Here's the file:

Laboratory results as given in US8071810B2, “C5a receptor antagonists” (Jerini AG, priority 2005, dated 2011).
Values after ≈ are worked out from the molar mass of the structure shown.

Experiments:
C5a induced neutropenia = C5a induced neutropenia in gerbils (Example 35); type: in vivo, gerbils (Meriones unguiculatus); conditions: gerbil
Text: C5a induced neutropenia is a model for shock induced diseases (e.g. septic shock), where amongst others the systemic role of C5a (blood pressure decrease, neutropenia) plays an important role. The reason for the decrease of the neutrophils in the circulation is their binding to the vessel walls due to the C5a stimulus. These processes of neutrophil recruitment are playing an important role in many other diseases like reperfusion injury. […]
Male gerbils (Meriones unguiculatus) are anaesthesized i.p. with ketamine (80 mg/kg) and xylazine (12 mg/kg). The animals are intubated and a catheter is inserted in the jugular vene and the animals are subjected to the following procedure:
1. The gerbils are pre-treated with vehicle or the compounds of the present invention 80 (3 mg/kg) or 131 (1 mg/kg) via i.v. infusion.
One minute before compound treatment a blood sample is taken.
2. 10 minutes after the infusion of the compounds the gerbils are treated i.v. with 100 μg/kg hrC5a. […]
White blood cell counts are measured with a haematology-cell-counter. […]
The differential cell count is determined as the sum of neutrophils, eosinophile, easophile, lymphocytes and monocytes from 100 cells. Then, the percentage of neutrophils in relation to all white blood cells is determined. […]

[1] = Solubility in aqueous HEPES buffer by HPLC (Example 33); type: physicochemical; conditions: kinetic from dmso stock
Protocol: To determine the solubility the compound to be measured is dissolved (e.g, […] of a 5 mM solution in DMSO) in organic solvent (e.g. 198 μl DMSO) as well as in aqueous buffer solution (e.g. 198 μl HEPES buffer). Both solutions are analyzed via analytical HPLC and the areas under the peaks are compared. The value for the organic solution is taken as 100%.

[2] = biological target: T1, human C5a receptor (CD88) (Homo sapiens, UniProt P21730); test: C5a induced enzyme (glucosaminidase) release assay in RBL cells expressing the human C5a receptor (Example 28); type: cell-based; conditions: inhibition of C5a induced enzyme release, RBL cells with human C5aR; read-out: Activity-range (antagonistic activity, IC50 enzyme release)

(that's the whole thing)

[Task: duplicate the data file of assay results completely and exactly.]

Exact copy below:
Laboratory results as given in US8071810B2, “C5a receptor antagonists” (Jerini AG, priority 2005, dated 2011).
Values after ≈ are worked out from the molar mass of the structure shown.

Experiments:
C5a induced neutropenia = C5a induced neutropenia in gerbils (Example 35); type: in vivo, gerbils (Meriones unguiculatus); conditions: gerbil
Text: C5a induced neutropenia is a model for shock induced diseases (e.g. septic shock), where amongst others the systemic role of C5a (blood pressure decrease, neutropenia) plays an important role. The reason for the decrease of the neutrophils in the circulation is their binding to the vessel walls due to the C5a stimulus. These processes of neutrophil recruitment are playing an important role in many other diseases like reperfusion injury. […]
Male gerbils (Meriones unguiculatus) are anaesthesized i.p. with ketamine (80 mg/kg) and xylazine (12 mg/kg). The animals are intubated and a catheter is inserted in the jugular vene and the animals are subjected to the following procedure:
1. The gerbils are pre-treated with vehicle or the compounds of the present invention 80 (3 mg/kg) or 131 (1 mg/kg) via i.v. infusion.
One minute before compound treatment a blood sample is taken.
2. 10 minutes after the infusion of the compounds the gerbils are treated i.v. with 100 μg/kg hrC5a. […]
White blood cell counts are measured with a haematology-cell-counter. […]
The differential cell count is determined as the sum of neutrophils, eosinophile, easophile, lymphocytes and monocytes from 100 cells. Then, the percentage of neutrophils in relation to all white blood cells is determined. […]

[1] = Solubility in aqueous HEPES buffer by HPLC (Example 33); type: physicochemical; conditions: kinetic from dmso stock
Protocol: To determine the solubility the compound to be measured is dissolved (e.g, […] of a 5 mM solution in DMSO) in organic solvent (e.g. 198 μl DMSO) as well as in aqueous buffer solution (e.g. 198 μl HEPES buffer). Both solutions are analyzed via analytical HPLC and the areas under the peaks are compared. The value for the organic solution is taken as 100%.

[2] = biological target: T1, human C5a receptor (CD88) (Homo sapiens, UniProt P21730); test: C5a induced enzyme (glucosaminidase) release assay in RBL cells expressing the human C5a receptor (Example 28); type: cell-based; conditions: inhibition of C5a induced enzyme release, RBL cells with human C5aR; read-out: Activity-range (antagonistic activity, IC50 enzyme release)